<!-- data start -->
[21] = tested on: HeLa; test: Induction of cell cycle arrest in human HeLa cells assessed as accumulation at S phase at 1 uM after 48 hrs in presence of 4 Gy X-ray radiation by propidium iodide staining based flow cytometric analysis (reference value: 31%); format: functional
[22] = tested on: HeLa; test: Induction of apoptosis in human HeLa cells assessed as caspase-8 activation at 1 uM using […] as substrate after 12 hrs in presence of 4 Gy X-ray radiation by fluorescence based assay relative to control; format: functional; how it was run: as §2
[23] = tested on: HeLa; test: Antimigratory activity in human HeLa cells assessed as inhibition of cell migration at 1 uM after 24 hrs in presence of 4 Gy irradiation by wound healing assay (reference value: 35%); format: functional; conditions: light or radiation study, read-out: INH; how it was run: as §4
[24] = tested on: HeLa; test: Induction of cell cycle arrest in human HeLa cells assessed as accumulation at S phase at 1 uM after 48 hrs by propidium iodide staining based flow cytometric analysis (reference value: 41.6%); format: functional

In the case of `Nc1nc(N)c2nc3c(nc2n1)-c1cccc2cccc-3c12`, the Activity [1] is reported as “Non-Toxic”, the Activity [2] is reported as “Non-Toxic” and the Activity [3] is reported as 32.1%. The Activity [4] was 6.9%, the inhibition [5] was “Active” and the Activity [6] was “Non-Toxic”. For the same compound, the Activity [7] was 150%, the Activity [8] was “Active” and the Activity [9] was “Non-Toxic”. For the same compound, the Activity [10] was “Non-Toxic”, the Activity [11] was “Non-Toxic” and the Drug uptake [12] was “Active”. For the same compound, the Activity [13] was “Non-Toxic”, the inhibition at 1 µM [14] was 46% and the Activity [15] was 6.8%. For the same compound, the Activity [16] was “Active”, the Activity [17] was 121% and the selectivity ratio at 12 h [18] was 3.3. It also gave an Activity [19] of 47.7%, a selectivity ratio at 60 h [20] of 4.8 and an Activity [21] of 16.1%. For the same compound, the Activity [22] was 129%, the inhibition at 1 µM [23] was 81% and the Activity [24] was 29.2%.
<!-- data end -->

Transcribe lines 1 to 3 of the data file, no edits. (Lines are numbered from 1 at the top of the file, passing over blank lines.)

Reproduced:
[21] = tested on: HeLa; test: Induction of cell cycle arrest in human HeLa cells assessed as accumulation at S phase at 1 uM after 48 hrs in presence of 4 Gy X-ray radiation by propidium iodide staining based flow cytometric analysis (reference value: 31%); format: functional
[22] = tested on: HeLa; test: Induction of apoptosis in human HeLa cells assessed as caspase-8 activation at 1 uM using […] as substrate after 12 hrs in presence of 4 Gy X-ray radiation by fluorescence based assay relative to control; format: functional; how it was run: as §2
[23] = tested on: HeLa; test: Antimigratory activity in human HeLa cells assessed as inhibition of cell migration at 1 uM after 24 hrs in presence of 4 Gy irradiation by wound healing assay (reference value: 35%); format: functional; conditions: light or radiation study, read-out: INH; how it was run: as §4